By Jessica Easthope
Deacon Samuel Mwiwaiwi knows both Kenyan and American sign language, but he is not deaf. His mission is to minister to those who believe in the word of God, but have never actually heard it.
“Mostly the deaf community is ignored and people sometimes look down on them because they cannot understand some things and you find that society tries to push them” he said.
His passion for working with the deaf community started back home in Kenya when he was tasked with teaching deaf children.
“I would write and give to them, they would write and give back to me so it was hard to communicate and I thought their grammar was wrong but I realized they were using Kenyan Sign Language and the wording is different,” he said.
Growing up in East Africa, Deacon Samuel and his seven siblings moved around a lot, but his mother’s strong Catholic faith and his father’s constant support kept them close knit.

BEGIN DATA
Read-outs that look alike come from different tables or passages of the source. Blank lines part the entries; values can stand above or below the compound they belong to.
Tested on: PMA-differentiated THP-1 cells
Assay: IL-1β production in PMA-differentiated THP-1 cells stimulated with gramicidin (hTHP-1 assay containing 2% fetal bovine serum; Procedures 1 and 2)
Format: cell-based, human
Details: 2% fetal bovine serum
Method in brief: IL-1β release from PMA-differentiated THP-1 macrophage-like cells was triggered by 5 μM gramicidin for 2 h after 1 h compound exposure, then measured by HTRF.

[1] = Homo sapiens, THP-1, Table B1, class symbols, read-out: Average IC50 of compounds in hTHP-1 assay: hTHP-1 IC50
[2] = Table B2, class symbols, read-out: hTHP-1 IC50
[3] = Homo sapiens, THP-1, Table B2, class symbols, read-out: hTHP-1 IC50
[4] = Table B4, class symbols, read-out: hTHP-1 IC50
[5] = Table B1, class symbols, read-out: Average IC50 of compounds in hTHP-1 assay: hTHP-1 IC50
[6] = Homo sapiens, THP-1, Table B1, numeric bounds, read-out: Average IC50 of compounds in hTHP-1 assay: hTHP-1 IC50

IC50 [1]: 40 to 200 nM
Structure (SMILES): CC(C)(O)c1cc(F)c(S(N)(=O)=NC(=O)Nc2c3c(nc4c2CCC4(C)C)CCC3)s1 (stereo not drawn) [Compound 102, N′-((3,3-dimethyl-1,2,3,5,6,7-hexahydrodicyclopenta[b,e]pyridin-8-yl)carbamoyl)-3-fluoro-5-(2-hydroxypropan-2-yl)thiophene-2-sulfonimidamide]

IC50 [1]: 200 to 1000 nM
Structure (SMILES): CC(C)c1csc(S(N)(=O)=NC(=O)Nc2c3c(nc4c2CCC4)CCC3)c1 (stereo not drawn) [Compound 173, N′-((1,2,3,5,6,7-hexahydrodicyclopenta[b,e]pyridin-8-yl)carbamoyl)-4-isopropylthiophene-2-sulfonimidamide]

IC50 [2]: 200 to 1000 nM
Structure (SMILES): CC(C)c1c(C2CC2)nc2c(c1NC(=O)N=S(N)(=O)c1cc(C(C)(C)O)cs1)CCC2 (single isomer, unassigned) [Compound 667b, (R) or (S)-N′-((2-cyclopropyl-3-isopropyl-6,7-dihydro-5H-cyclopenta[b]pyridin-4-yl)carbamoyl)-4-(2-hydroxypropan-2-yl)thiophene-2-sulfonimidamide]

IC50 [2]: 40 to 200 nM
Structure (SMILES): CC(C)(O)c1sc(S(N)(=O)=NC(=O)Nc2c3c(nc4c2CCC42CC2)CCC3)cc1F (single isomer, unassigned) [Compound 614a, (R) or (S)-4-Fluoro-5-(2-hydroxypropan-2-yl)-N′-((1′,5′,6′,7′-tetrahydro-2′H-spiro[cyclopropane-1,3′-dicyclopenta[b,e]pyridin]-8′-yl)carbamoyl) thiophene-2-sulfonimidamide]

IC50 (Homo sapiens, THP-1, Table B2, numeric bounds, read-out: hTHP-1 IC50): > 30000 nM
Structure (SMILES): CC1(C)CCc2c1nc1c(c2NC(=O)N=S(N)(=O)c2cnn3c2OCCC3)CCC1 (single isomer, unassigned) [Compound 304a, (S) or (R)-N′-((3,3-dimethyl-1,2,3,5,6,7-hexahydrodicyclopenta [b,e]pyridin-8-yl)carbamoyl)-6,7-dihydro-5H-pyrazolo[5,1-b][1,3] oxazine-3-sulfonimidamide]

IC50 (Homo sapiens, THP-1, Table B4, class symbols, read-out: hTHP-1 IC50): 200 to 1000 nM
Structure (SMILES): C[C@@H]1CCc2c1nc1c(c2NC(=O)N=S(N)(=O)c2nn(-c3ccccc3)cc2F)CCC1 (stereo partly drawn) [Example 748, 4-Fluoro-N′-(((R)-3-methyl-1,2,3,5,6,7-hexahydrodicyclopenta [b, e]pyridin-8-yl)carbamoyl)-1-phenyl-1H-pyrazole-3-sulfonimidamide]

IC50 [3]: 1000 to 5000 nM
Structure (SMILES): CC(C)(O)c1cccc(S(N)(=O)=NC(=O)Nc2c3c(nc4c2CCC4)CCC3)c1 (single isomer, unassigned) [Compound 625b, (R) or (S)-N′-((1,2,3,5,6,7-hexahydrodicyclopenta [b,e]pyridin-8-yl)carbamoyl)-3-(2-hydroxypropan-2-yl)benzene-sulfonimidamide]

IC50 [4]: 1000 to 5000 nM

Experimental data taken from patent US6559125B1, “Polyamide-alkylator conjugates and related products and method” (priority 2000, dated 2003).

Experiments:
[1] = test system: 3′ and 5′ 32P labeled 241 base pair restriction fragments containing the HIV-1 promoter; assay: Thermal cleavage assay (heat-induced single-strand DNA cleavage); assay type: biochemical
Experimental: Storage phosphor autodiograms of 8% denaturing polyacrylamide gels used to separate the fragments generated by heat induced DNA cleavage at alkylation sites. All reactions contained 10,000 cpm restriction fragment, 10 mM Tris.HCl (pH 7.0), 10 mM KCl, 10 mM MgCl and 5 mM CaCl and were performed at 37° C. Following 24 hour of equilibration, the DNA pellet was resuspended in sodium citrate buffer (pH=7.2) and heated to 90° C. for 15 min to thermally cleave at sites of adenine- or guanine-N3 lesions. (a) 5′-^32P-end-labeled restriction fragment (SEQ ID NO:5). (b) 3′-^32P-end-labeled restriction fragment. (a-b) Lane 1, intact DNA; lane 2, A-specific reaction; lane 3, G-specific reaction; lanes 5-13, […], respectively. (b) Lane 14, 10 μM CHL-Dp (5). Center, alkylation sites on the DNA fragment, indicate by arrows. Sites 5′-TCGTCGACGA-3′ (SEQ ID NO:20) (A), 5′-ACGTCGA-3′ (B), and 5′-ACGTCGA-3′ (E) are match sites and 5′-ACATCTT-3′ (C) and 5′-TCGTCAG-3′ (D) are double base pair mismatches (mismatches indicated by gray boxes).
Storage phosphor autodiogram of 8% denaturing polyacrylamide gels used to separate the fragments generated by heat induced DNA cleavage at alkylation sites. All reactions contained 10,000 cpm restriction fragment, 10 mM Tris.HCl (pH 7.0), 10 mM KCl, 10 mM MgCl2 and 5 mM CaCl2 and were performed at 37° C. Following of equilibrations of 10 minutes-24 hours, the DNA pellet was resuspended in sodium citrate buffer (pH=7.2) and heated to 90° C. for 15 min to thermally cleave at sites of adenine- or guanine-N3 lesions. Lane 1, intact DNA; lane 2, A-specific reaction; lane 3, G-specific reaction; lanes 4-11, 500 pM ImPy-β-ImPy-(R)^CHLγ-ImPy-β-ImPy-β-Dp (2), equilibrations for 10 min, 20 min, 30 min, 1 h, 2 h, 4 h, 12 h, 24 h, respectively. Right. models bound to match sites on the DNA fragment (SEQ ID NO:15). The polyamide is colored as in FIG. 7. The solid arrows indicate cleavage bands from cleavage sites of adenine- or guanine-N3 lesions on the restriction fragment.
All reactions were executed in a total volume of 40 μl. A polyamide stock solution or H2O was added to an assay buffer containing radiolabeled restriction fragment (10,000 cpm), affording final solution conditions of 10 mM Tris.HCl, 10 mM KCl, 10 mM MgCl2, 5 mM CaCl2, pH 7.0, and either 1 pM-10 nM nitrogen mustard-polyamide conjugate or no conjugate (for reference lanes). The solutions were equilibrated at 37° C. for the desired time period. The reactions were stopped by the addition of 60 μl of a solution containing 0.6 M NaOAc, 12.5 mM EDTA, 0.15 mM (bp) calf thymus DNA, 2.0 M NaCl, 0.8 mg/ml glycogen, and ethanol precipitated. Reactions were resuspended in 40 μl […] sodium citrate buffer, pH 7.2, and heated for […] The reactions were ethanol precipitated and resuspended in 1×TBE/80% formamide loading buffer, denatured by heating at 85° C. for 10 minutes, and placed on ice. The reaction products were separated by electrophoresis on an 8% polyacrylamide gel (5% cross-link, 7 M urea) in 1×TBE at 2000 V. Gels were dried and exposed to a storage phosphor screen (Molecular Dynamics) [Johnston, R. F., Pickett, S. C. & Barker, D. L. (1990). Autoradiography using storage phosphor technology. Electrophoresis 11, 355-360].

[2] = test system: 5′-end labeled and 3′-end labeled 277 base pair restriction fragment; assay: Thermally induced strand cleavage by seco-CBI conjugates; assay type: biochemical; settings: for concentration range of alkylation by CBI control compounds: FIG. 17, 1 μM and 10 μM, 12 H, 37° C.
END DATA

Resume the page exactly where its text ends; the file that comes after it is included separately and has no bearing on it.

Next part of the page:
“That love that he had for us, for his family that makes me really emotional, most of the time his presence was always felt when at home, sometimes on Saturday we would sit together on the porch outside and he would get sugar cane and we would chop and cut, it was a closely knit family, we were always together,” said Deacon Samuel.
When he eventually moved to the United States to follow his priestly vocation, the complexities of the country’s immigration system stopped him in his tracks.
“I had many challenges with my immigration paperwork, that was a big challenges, I even at one time received a letter telling me to go back home but with God’s grace I’m here, things worked out and I have all reasons to believe God has called me to this vocation,” he said.
And now he’s on the heels of putting into practice the very ministry that has shaped his call to the priesthood.
“The deaf community they need someone to be with them,” he said. “The way they talk to you, you feel this is where I belong.”